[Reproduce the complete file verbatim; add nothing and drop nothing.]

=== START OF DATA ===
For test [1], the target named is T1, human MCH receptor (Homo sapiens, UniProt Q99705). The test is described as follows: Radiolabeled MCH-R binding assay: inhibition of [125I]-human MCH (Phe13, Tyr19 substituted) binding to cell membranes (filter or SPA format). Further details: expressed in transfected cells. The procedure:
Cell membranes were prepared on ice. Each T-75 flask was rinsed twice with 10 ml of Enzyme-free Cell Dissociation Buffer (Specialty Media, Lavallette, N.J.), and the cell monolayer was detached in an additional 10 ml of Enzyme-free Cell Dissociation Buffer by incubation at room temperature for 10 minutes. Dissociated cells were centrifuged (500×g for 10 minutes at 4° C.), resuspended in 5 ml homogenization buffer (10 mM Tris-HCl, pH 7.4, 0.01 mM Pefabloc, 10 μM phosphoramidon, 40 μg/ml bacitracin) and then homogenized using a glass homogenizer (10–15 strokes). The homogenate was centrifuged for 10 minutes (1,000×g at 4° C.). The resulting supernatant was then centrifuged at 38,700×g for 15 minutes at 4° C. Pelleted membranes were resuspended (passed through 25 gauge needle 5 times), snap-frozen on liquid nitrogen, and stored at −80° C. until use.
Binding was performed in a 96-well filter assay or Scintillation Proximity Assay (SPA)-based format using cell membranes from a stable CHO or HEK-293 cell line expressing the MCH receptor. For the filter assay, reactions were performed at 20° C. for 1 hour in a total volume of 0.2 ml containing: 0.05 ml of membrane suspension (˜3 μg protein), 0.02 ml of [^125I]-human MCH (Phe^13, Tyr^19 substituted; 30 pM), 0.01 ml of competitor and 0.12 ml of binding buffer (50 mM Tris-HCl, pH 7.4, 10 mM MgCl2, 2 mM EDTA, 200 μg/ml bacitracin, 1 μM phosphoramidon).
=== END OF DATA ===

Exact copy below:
For test [1], the target named is T1, human MCH receptor (Homo sapiens, UniProt Q99705). The test is described as follows: Radiolabeled MCH-R binding assay: inhibition of [125I]-human MCH (Phe13, Tyr19 substituted) binding to cell membranes (filter or SPA format). Further details: expressed in transfected cells. The procedure:
Cell membranes were prepared on ice. Each T-75 flask was rinsed twice with 10 ml of Enzyme-free Cell Dissociation Buffer (Specialty Media, Lavallette, N.J.), and the cell monolayer was detached in an additional 10 ml of Enzyme-free Cell Dissociation Buffer by incubation at room temperature for 10 minutes. Dissociated cells were centrifuged (500×g for 10 minutes at 4° C.), resuspended in 5 ml homogenization buffer (10 mM Tris-HCl, pH 7.4, 0.01 mM Pefabloc, 10 μM phosphoramidon, 40 μg/ml bacitracin) and then homogenized using a glass homogenizer (10–15 strokes). The homogenate was centrifuged for 10 minutes (1,000×g at 4° C.). The resulting supernatant was then centrifuged at 38,700×g for 15 minutes at 4° C. Pelleted membranes were resuspended (passed through 25 gauge needle 5 times), snap-frozen on liquid nitrogen, and stored at −80° C. until use.
Binding was performed in a 96-well filter assay or Scintillation Proximity Assay (SPA)-based format using cell membranes from a stable CHO or HEK-293 cell line expressing the MCH receptor. For the filter assay, reactions were performed at 20° C. for 1 hour in a total volume of 0.2 ml containing: 0.05 ml of membrane suspension (˜3 μg protein), 0.02 ml of [^125I]-human MCH (Phe^13, Tyr^19 substituted; 30 pM), 0.01 ml of competitor and 0.12 ml of binding buffer (50 mM Tris-HCl, pH 7.4, 10 mM MgCl2, 2 mM EDTA, 200 μg/ml bacitracin, 1 μM phosphoramidon).